ANNAPOLIS -- Title companies lost a preliminary battle yesterday in their fight to avoid a financial burden that currently is imposed on their competitors in the legal industry.
But a vote by the Senate Judicial Proceedings Committee on that issue and two others dealt a triple blow to private-sector legal programs for the poor.
A bill the committee passed would require title companies to relinquish the interest they earn from holding clients' escrow accounts while a building is being sold. If the interest earned is less than $50, the title companies traditionally keep the money, but lawyers are required by law and professional ethics to give that money to a legal-aid agency.
As originally drafted, the bill would have required the title companies to donate the escrow account interest to the Maryland Legal Services Corp., a non-profit company which funds legal programs for the poor. Last year lawyer donations to MLSC reached almost $5 million, and lawyers estimated this week that a similar program for title companies could generate $4 million to $7 million a year for MLSC.
The state bar association and others argued that because title companies do the same kinds of work as some lawyers, and because the escrow accounts are subject to the same potential abuses, both groups should be required to give up the escrow account interest.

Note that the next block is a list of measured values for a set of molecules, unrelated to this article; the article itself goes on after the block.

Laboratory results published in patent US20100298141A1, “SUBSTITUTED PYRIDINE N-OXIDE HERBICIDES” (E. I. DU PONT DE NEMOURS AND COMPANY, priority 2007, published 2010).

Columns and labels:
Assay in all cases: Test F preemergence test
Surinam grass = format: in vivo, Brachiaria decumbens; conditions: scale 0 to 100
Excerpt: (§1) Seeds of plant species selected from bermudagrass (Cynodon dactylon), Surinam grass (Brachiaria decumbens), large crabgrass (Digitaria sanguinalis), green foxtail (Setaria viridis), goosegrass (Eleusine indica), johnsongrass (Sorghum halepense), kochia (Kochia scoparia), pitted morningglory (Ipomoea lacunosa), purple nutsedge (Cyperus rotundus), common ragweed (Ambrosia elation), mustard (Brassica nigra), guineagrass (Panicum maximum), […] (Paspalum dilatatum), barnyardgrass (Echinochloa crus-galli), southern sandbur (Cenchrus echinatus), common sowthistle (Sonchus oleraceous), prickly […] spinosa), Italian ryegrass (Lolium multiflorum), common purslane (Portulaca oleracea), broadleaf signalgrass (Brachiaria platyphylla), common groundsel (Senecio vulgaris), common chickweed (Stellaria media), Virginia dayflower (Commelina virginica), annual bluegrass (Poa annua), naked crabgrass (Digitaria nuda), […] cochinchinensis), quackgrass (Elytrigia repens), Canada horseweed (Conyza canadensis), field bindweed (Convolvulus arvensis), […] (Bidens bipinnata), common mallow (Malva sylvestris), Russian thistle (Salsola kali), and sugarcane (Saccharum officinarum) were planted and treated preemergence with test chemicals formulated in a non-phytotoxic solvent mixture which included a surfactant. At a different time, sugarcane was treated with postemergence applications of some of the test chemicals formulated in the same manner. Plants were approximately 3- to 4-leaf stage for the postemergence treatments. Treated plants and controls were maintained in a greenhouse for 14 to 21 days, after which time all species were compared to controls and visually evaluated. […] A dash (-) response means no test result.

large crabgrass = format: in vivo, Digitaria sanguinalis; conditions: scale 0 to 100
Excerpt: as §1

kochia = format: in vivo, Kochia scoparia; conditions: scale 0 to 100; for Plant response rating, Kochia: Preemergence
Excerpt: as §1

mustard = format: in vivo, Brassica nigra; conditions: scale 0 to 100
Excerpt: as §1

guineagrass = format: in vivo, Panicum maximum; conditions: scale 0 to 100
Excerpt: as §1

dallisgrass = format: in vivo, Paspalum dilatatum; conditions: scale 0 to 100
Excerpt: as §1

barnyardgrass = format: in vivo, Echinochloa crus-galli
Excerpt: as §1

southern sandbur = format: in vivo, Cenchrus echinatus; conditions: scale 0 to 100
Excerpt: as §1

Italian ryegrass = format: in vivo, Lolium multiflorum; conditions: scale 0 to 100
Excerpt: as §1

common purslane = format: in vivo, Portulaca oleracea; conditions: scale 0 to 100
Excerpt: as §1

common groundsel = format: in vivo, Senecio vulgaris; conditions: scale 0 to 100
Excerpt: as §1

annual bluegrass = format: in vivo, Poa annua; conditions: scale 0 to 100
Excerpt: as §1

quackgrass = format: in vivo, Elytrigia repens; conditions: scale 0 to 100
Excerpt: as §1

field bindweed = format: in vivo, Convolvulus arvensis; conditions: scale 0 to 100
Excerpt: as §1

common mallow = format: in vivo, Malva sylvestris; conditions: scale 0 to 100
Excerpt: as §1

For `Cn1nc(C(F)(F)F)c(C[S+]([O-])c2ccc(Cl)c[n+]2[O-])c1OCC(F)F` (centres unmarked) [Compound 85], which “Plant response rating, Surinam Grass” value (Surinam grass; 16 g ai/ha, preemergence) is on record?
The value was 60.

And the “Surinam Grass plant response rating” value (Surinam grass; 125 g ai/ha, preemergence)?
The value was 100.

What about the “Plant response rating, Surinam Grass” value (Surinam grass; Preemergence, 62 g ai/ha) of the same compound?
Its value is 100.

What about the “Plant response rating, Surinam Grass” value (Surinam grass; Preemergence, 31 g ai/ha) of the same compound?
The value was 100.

But yesterday the committee accepted an amendment from Sen. John A. Pica Jr., D-Baltimore, that makes Baltimore City the recipient of the money instead of the legal services corporation.
The two other bills the committee passed would reduce the amount of money MLSC receives from two funding sources: the escrow account interest from lawyers and the state's abandoned property funds, the original funding source for MLSC.
One bill would divert the first $750,000 each year from lawyer escrow account interest away from MLSC and into the state's Public Defender's Office, specifically to represent defendants in cases involving the state's Child in Need of Assistance program.
The second bill would divert from MLSC $500,000 it receives from the state's abandoned property fund and send the money to the general fund.
Proponents of the bills argued at a hearing Wednesday that MLSC has a $2 million reserve fund and can afford to give up some of its money.
But some recipients of the corporation's grants argued that the state is required by law to fund the Public Defender's Office and should appropriate money to it through the normal channels.
"Here we're taking money from the non-profit sector to serve people who are not being served by the public sector, and we're using it for services the state is mandated to provide," said Amy Blank, a lobbyist for Advocates for Children and Youth Inc.